Identifying Migraine Headaches and Auras
Identifying women who suffer from migraine headaches and/or auras is important because migraines, and aura in particular, are linked to higher risk of stroke. Some hormonal contraceptives can increase that risk further.
- Recurring, throbbing, severe head pain, often on one side of the head, that can last from 4 to 72 hours.
- Moving about often makes the migraine headache worse.
- Nausea, vomiting, and sensitivity to light or noise may also occur.
People describe visual auras as bright, shimmering lines or waves around a bright area of lost vision that increase in size and turn into a crescent shape with zigzag edges. The black spot represents how the area of lost vision increases in size over time.
- Nervous system disruptions that affect sight and sometimes touch and speech.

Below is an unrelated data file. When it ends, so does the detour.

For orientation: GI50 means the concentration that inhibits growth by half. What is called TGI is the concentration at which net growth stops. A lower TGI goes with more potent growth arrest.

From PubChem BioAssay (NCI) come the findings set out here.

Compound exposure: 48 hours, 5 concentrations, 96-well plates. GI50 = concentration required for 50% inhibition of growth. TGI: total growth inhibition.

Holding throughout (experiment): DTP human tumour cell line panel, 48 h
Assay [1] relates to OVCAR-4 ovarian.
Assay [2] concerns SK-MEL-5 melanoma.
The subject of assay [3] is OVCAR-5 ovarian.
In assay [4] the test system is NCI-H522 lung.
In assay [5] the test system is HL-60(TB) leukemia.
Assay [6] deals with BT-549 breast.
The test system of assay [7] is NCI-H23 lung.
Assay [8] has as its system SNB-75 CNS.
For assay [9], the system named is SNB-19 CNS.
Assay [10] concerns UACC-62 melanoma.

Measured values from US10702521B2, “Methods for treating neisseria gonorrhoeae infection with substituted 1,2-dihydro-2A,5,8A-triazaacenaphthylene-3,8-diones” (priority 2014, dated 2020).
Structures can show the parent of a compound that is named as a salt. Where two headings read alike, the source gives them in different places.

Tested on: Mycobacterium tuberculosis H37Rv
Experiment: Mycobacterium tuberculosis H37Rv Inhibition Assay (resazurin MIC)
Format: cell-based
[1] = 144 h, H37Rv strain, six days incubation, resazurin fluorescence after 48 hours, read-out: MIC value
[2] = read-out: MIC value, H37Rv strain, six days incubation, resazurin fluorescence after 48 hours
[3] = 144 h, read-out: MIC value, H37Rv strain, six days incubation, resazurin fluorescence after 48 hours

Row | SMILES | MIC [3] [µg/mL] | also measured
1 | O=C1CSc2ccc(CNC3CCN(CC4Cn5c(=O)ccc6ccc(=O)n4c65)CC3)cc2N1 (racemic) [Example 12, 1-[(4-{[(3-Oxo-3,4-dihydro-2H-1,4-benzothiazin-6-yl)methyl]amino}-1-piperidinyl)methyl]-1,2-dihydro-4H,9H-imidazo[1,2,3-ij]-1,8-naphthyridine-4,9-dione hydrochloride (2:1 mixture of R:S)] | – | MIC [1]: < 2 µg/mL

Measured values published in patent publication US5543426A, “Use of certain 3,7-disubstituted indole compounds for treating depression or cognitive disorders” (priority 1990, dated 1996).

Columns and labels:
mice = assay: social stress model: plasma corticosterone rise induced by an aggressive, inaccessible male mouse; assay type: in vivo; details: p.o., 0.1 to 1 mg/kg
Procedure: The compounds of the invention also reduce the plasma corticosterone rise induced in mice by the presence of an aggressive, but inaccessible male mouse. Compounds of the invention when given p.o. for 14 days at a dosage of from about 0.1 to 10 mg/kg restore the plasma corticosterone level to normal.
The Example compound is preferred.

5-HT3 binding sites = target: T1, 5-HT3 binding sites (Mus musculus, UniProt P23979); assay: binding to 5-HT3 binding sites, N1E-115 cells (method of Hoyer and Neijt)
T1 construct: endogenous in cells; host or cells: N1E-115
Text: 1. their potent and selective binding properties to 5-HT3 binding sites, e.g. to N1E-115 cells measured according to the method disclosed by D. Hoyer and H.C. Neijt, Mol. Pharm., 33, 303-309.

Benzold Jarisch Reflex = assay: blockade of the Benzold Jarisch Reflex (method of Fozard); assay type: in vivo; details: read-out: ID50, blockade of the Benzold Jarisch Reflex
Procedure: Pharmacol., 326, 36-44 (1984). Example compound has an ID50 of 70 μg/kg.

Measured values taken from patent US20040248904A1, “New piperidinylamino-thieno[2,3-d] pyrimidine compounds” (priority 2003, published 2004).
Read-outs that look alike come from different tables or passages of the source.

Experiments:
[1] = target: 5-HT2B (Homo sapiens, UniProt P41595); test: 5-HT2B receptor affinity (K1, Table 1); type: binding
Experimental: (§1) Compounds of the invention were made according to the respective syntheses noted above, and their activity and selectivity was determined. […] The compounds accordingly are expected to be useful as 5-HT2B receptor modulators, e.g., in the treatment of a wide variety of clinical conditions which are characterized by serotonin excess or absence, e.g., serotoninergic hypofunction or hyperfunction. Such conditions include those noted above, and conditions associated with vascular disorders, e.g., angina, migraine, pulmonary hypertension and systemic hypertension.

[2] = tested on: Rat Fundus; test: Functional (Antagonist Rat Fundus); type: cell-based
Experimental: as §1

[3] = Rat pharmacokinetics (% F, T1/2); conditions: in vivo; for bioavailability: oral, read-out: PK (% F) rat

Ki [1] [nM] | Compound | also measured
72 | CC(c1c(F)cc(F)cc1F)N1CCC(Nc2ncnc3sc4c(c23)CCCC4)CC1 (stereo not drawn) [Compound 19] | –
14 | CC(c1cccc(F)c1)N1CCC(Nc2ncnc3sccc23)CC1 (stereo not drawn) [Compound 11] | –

- Almost all auras include a bright area of lost vision in one eye that increases in size and turns into a crescent shape with zigzag edges.
- About 30% of auras also include a feeling of "pins and needles" in one hand that spreads up the arm and to one side of the face. Some auras also include trouble with speaking. Seeing spots or flashing lights, or having blurred vision, which often occurs during migraine headaches, is not aura.
- Auras develop slowly over several minutes and go away within an hour, typically before the headache starts. (In contrast, a sudden blackout in one eye, particularly with a feeling of "pins and needles" or weakness in the opposite arm or leg, may indicate a stroke.)